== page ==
For the past six months, the former site of Pizza e Birra has been wrapped up, leaving Surry Hills locals wondering what’s to come. The paper has finally been pulled off the windows to reveal Henrietta, a casual and fun new charcoal chicken eatery, bar and takeaway shop (with a separate window for pickups) by prolific Crown Street restaurateur Ibby Moubbadder.
Moubbadder’s success has been simple: “I like to take a concept and elevate it,” he says. He did it with his almost-fine-diner, Middle Eastern eatery Nour (also owned by Jorge Farah) and scrambled-eggs-with-an-edge cafe Cuckoo Callay – both just up the street. And now he’s done it with his favourite (and most nostalgic) meals: Lebanese charcoal chicken.
Sydney already has a robust charcoal chicken scene, so Moubbadder knew he and his team really had to perfect it if they were to venture into that market. “We’ve honestly tested over 500 chickens … to make sure ours was the best,” he says. “But the trick to Lebanese charcoal chicken is really all about how you eat it.”
According to Moubbadder, that means no knife and fork. “You’ve got to get your Lebanese bread and rip it open, put a lot of garlic sauce [toum], chicken, pickles and chips in, then roll it and eat it all together.”
In other words, it’s not fancy. But it is fun.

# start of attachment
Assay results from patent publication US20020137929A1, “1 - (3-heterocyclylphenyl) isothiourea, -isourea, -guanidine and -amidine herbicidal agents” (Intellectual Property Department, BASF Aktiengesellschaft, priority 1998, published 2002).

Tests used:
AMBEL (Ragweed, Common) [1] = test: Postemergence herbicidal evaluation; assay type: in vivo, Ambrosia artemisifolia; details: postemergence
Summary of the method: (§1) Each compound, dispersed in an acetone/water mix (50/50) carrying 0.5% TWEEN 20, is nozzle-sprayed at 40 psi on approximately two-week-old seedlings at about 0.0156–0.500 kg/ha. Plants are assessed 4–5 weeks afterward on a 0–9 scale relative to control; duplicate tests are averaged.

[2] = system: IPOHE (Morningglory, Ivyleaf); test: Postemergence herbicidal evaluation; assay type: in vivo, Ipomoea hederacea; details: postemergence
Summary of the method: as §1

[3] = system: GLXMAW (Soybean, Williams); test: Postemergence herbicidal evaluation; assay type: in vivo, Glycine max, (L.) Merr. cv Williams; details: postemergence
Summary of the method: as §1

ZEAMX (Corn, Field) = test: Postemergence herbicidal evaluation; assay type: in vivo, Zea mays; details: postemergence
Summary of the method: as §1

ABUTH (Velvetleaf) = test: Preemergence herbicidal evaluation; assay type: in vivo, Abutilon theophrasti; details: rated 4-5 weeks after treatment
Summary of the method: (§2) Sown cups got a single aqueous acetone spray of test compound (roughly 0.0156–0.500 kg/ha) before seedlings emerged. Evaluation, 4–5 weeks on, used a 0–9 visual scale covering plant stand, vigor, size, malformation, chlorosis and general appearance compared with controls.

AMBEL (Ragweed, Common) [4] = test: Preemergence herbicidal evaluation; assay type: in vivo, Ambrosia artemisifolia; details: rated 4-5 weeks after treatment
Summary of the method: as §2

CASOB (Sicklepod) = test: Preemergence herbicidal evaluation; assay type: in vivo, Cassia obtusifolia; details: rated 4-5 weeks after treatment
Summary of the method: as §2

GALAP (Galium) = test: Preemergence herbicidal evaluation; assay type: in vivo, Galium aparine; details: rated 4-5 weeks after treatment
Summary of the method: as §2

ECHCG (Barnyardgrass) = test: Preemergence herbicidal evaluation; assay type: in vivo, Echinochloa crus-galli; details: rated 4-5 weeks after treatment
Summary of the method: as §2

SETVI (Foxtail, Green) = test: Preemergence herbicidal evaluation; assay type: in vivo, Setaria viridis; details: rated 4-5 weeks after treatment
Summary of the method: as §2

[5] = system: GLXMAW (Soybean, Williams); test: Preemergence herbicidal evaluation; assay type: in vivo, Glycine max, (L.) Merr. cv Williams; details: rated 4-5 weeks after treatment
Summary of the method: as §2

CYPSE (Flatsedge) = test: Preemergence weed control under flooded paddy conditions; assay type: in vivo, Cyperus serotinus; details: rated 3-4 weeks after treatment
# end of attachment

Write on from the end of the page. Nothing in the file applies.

While the charcoal chicken is the star, you can also get chicken-tawouk (skewered chicken) spring rolls with toum; lamb kibbeh (bulgur, minced onions, finely ground meat and spices) san choy bow; brisket-shawarma tacos with zhug (a Yemeni hot sauce similar to chimichurri); and falafel bao with harissa and mint yoghurt.
There’s a banquet for $50 per person, but Moubbadder says that’s the most expensive menu item, and it’s a lot of food.
There’s a slushie machine at the bar, and the cocktails come packaged like they do at Ms G’s. “They’re all Middle Eastern-inspired and we’ve made our own tapioca pearls.”
Pair your chook with a lychee Cosmo (vodka, pomegranate liquor, lychee, cranberry and pomegranate juice, rosewater and lychee pearls) and a spicy passionfruit Margarita (chilli-infused Espolon blanco tequila, Vida del Maguey Mezcal, passionfruit, orange blossom honey, and a sumac-chilli-salt spiced rim).
The space is neon-splashed and tactile-friendly, with a clever combination of terrazzo and textured concrete surfaces (the work of Paul Papadopoulos from DS17, also behind Nour’s very pretty interiors). When planning the fit-out, they made sure the kitchen was big enough to cater to both the dine-in and takeaway crowds. Moubbadder has brought head chef Riyad Seewan from Nour to oversee the first couple months of opening.
A lot of thought has gone into the takeaway chooks ($18), too. “We’d cook the chicken and try it, then leave it out for 20 minutes, and try it again, then 30 minutes, 40 minutes, 50 minutes,” he says. “We had to make sure it could travel.”
The secret is in the marinade, which controls how long it takes to cook and ensures the chicken gets that complex, smoky flavour without drying out. “It’s a very, very, very fine line.”
Shop 1/500 Crown Street, Surry Hills
This article first appeared on Broadsheet on June 30, 2020. Some details may have changed since publication.